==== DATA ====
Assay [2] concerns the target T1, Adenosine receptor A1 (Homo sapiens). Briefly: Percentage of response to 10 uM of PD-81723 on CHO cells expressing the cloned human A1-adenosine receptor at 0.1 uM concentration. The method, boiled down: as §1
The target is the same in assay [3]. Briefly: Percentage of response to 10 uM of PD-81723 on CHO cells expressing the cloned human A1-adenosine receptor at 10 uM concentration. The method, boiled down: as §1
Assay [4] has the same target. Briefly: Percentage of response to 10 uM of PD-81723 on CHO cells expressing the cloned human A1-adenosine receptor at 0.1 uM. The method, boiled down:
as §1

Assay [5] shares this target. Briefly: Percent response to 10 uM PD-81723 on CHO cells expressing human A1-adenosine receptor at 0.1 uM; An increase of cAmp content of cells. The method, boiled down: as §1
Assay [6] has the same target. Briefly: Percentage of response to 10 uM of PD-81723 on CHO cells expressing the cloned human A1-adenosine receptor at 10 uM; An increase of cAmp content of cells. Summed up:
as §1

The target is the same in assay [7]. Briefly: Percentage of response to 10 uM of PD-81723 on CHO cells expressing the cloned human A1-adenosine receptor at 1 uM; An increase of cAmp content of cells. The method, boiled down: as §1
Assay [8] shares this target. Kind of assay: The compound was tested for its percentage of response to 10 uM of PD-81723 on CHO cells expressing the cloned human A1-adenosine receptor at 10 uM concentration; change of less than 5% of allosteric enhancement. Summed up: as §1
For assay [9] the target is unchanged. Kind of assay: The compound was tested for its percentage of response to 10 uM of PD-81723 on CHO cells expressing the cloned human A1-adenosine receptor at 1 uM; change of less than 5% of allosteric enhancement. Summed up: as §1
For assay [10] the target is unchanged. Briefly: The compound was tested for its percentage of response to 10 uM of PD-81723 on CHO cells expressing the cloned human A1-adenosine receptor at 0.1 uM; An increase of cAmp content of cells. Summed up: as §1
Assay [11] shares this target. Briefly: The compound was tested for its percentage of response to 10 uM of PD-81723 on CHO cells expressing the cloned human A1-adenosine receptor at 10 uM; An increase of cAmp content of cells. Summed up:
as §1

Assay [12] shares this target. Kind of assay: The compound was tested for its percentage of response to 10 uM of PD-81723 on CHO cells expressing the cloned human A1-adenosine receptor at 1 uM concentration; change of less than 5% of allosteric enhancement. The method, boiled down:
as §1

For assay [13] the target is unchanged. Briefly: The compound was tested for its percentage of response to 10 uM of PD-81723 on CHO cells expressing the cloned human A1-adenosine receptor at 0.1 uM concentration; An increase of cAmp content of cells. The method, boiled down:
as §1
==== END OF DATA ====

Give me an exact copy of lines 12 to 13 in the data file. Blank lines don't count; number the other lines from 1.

Assay [11] shares this target. Briefly: The compound was tested for its percentage of response to 10 uM of PD-81723 on CHO cells expressing the cloned human A1-adenosine receptor at 10 uM; An increase of cAmp content of cells. Summed up:
as §1